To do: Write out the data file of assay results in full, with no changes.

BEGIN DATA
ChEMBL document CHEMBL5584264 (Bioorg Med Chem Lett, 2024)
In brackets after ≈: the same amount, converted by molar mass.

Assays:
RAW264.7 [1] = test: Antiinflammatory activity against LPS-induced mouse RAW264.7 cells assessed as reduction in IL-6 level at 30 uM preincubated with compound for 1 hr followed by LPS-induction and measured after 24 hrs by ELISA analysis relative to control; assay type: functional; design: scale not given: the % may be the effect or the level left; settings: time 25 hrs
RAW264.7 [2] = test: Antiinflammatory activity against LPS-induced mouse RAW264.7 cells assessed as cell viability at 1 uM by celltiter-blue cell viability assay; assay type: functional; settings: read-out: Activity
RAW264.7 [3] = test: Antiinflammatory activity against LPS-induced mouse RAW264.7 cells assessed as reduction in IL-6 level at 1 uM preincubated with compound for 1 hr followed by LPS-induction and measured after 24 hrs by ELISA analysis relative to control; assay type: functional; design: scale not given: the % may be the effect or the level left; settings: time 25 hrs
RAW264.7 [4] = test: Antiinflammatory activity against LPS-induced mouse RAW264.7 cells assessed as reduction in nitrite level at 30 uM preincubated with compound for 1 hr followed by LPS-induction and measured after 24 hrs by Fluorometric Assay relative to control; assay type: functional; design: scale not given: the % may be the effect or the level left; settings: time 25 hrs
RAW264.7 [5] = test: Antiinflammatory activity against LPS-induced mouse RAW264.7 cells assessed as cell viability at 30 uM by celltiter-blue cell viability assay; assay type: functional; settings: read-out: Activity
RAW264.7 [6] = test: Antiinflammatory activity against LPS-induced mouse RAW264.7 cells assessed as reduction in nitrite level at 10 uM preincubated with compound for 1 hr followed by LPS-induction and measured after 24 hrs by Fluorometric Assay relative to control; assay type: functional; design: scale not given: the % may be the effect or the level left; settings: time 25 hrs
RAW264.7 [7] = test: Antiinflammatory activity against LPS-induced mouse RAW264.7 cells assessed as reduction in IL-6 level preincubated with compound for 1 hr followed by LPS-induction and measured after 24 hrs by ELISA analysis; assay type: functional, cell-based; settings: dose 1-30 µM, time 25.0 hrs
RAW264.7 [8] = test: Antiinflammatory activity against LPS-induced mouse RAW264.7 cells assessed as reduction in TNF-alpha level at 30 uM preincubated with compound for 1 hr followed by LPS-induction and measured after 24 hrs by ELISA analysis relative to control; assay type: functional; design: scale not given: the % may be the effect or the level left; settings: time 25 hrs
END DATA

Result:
ChEMBL document CHEMBL5584264 (Bioorg Med Chem Lett, 2024)
In brackets after ≈: the same amount, converted by molar mass.

Assays:
RAW264.7 [1] = test: Antiinflammatory activity against LPS-induced mouse RAW264.7 cells assessed as reduction in IL-6 level at 30 uM preincubated with compound for 1 hr followed by LPS-induction and measured after 24 hrs by ELISA analysis relative to control; assay type: functional; design: scale not given: the % may be the effect or the level left; settings: time 25 hrs
RAW264.7 [2] = test: Antiinflammatory activity against LPS-induced mouse RAW264.7 cells assessed as cell viability at 1 uM by celltiter-blue cell viability assay; assay type: functional; settings: read-out: Activity
RAW264.7 [3] = test: Antiinflammatory activity against LPS-induced mouse RAW264.7 cells assessed as reduction in IL-6 level at 1 uM preincubated with compound for 1 hr followed by LPS-induction and measured after 24 hrs by ELISA analysis relative to control; assay type: functional; design: scale not given: the % may be the effect or the level left; settings: time 25 hrs
RAW264.7 [4] = test: Antiinflammatory activity against LPS-induced mouse RAW264.7 cells assessed as reduction in nitrite level at 30 uM preincubated with compound for 1 hr followed by LPS-induction and measured after 24 hrs by Fluorometric Assay relative to control; assay type: functional; design: scale not given: the % may be the effect or the level left; settings: time 25 hrs
RAW264.7 [5] = test: Antiinflammatory activity against LPS-induced mouse RAW264.7 cells assessed as cell viability at 30 uM by celltiter-blue cell viability assay; assay type: functional; settings: read-out: Activity
RAW264.7 [6] = test: Antiinflammatory activity against LPS-induced mouse RAW264.7 cells assessed as reduction in nitrite level at 10 uM preincubated with compound for 1 hr followed by LPS-induction and measured after 24 hrs by Fluorometric Assay relative to control; assay type: functional; design: scale not given: the % may be the effect or the level left; settings: time 25 hrs
RAW264.7 [7] = test: Antiinflammatory activity against LPS-induced mouse RAW264.7 cells assessed as reduction in IL-6 level preincubated with compound for 1 hr followed by LPS-induction and measured after 24 hrs by ELISA analysis; assay type: functional, cell-based; settings: dose 1-30 µM, time 25.0 hrs
RAW264.7 [8] = test: Antiinflammatory activity against LPS-induced mouse RAW264.7 cells assessed as reduction in TNF-alpha level at 30 uM preincubated with compound for 1 hr followed by LPS-induction and measured after 24 hrs by ELISA analysis relative to control; assay type: functional; design: scale not given: the % may be the effect or the level left; settings: time 25 hrs